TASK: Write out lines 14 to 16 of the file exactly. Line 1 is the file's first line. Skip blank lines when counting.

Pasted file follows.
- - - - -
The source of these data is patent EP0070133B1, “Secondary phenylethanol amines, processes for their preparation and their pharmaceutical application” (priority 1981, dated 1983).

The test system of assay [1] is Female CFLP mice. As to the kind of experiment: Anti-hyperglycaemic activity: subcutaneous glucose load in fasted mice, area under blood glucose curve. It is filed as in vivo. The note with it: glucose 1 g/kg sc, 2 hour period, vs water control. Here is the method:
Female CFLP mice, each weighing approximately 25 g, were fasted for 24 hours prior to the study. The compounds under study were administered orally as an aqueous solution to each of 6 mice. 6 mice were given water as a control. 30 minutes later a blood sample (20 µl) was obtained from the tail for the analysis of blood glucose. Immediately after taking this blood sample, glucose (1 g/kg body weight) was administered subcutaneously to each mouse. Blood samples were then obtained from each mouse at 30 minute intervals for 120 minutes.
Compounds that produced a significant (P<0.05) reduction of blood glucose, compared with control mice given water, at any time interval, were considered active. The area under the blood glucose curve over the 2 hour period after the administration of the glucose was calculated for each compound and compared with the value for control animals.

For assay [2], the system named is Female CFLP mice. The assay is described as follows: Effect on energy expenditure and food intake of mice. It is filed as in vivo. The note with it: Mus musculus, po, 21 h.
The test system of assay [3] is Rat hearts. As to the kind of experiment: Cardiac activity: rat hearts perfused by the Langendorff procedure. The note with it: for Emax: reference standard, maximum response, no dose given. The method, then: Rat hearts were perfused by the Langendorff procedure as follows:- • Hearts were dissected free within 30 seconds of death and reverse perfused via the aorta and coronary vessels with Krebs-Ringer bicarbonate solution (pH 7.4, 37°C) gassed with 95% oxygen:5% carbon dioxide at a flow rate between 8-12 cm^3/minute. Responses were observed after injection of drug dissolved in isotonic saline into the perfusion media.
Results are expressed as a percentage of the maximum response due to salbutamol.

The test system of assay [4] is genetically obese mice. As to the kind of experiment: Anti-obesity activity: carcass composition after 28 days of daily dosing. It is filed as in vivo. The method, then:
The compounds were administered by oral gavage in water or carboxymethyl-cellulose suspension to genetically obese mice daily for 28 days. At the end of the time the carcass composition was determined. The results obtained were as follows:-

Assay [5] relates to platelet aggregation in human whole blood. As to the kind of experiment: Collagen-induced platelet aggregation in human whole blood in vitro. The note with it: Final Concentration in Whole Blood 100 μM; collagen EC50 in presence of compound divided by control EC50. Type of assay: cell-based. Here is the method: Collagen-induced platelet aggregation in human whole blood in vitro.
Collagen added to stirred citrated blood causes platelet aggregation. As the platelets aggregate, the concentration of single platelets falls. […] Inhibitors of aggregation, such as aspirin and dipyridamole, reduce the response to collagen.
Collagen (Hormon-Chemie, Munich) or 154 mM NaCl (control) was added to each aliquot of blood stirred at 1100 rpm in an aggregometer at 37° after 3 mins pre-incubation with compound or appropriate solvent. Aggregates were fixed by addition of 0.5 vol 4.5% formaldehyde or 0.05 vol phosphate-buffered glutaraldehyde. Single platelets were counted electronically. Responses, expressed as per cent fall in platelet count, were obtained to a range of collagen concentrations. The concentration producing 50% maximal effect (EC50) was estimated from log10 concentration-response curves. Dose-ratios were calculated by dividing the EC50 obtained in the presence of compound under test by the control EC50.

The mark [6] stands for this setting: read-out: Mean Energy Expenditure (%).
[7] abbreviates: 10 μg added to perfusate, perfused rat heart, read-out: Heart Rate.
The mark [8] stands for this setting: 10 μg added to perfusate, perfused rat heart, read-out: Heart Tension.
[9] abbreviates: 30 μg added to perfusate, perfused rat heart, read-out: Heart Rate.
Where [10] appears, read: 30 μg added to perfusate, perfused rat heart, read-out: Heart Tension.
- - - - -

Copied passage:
[7] abbreviates: 10 μg added to perfusate, perfused rat heart, read-out: Heart Rate.
The mark [8] stands for this setting: 10 μg added to perfusate, perfused rat heart, read-out: Heart Tension.
[9] abbreviates: 30 μg added to perfusate, perfused rat heart, read-out: Heart Rate.